The Morris Inn, age 61, closed last fall, took an epic beating from a wrecking ball and is scheduled to re-open, larger and more comfortable than before, on August 29 — just in time for the football season opener against Temple. The new Morris will be nearly twice as spacious as the old and will feature a 300-seat ballroom, conference space, 56 additional guest rooms with campus views and iPads for guests’ use, an outdoor patio and garden, a refurbished Sorin’s restaurant and the new Rohr’s Irish Pub. . . .
He thought he had two years of hard work and waiting in order to become a Navy chaplain. It turned out to be more like 70. In April, Rev. Theodore M. Hesburgh, CSC, was designated an honorary chaplain of the U.S. Navy by Rear Admiral Mark Tidd during a ceremony in the Hesburgh Library auditorium. Tidd said he could think of no one more deserving than Notre Dame’s 15th president, “who has answered the call to serve our nation, the call to serve the world, and the call to serve God.”
In 1943, at the height of the Second World War, the newly ordained Hesburgh petitioned his provincial superior asking permission to volunteer for service. He wanted to work on an aircraft carrier in the Pacific. But Father Thomas Steiner, CSC, insisted Hesburgh complete his doctoral work in theology. Sure enough, Hesburgh met his self-imposed two-year deadline on March 1, 1945, but Father Steiner sent him instead to Notre Dame to meet a faculty shortage. Within six months the war was over. Hesburgh, who turned 96 on May 25, would go on to serve as chaplain for veteran students and their families. “I can feel even closer to our Naval ROTC students here at Notre Dame now that I am an officer in the Navy,” he told the Carey Auditorium crowd, which included the full battalion of current ND midshipmen. “I will cherish this and I hope I will continue to serve the Navy as well as our country in every way possible. Anchors aweigh.”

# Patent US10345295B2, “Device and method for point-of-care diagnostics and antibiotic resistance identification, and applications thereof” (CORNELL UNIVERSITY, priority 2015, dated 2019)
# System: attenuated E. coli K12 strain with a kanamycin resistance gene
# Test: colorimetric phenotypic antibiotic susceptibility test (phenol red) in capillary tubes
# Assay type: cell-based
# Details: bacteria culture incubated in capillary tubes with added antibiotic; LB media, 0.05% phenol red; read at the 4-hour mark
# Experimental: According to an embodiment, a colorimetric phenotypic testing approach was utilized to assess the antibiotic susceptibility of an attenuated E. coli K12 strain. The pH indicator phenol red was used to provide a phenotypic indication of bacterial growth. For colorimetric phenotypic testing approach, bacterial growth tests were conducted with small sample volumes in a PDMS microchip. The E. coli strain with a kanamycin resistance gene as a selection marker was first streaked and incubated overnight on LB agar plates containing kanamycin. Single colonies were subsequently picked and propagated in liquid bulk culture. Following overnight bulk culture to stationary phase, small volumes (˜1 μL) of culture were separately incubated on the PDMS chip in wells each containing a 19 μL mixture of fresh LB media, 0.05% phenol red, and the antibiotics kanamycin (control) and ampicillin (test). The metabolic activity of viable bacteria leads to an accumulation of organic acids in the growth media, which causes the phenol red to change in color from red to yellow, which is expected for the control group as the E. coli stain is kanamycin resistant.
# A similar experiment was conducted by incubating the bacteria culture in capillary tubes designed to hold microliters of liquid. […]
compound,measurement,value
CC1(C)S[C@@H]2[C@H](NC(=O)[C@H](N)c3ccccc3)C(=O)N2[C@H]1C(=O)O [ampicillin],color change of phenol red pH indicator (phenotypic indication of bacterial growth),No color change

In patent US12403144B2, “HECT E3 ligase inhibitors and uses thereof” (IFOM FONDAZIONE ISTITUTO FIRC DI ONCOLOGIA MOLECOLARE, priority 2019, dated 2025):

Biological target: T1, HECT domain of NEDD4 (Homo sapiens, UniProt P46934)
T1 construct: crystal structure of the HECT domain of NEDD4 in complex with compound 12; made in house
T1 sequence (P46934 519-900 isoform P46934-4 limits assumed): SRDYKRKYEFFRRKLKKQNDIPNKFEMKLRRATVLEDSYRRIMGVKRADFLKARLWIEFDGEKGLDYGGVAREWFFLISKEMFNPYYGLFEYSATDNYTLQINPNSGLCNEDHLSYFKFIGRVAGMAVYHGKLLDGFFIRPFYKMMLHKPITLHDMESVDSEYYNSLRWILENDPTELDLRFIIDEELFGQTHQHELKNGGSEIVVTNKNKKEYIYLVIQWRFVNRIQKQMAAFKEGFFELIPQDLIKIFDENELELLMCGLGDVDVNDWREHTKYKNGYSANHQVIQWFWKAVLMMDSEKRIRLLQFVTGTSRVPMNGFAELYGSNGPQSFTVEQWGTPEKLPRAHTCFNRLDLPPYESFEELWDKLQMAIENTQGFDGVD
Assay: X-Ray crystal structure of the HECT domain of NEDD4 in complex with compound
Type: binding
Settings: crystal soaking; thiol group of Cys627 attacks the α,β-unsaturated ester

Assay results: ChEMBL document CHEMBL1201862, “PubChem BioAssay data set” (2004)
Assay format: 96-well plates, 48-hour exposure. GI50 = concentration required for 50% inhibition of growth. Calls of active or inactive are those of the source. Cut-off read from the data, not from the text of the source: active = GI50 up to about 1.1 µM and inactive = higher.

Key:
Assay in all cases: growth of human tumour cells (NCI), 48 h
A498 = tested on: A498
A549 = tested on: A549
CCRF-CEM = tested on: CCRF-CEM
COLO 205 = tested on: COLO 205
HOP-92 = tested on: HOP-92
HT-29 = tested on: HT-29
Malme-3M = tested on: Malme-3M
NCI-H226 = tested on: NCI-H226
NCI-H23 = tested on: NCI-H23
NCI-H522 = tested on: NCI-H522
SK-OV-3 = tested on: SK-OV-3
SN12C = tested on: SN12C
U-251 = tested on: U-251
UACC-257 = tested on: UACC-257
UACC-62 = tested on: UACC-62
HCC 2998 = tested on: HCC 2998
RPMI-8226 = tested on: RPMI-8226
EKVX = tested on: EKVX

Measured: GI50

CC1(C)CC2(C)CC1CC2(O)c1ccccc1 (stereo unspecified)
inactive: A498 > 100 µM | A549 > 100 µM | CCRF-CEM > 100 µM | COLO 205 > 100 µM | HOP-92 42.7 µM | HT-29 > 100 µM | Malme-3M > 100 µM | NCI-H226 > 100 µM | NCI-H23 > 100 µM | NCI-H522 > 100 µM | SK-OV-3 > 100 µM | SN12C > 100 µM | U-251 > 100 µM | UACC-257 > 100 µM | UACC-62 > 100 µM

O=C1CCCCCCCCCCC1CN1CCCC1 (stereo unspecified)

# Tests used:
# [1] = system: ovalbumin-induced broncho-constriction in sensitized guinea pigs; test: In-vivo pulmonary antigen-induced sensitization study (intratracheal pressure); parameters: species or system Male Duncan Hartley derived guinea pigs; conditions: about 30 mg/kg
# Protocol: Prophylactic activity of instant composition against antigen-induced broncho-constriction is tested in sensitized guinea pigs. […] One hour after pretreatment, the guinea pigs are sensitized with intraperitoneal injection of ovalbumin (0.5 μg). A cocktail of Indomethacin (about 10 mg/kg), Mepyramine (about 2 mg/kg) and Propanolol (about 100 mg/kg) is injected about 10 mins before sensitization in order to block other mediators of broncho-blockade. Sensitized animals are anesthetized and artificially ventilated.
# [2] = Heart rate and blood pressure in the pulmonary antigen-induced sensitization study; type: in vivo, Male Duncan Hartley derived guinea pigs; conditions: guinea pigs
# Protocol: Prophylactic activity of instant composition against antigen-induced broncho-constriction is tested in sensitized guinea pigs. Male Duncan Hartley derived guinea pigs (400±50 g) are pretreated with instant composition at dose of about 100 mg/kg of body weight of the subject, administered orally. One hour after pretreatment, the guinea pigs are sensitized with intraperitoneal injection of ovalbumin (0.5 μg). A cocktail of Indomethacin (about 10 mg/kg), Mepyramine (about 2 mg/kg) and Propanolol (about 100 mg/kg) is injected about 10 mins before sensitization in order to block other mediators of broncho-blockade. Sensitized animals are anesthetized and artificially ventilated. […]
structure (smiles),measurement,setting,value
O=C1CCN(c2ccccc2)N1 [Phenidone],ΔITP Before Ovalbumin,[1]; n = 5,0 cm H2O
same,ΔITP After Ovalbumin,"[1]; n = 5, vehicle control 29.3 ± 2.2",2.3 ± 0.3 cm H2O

Three days before his birthday, Hesburgh was feted again, this time at a party celebrating both his birthday and the 70th anniversary of his priestly ordination. That gathering was co-hosted at the U.S. Capitol by House minority leader Nancy Pelosi and Speaker John Boehner. . . .
“My dad graduated from ND in 1984,” begins the most popular anonymous confession posted to the meteorically modish ND Confessions page in its first month on Facebook, “and he is the one responsible for the ‘non-carnivorous’ specification for pet fish in dorms. He and his quadmates had a piranha aquarium. They hosted ‘feeding parties.’” Jack Hawley, a senior finance major from Los Angeles, created the Facebook page that, in its first 50 days, picked up 5,000 “likes” and had attracted almost 900 entries about things people had experienced or witnessed around campus. The confessions, submitted to Hawley via an anonymous Google form, cover everything from relationships to admissions of depression and drinking mishaps to sketchy course-registration strategies to annoying classmates. Everything gets posted as long as no sensitive information is included or crime is described. There’s no telling whether any of it is actually true, of course, though duLac does in fact specify that noncarnivorous fish are the only pets permitted in students’ rooms — in aquarium tanks of less than 30 gallons.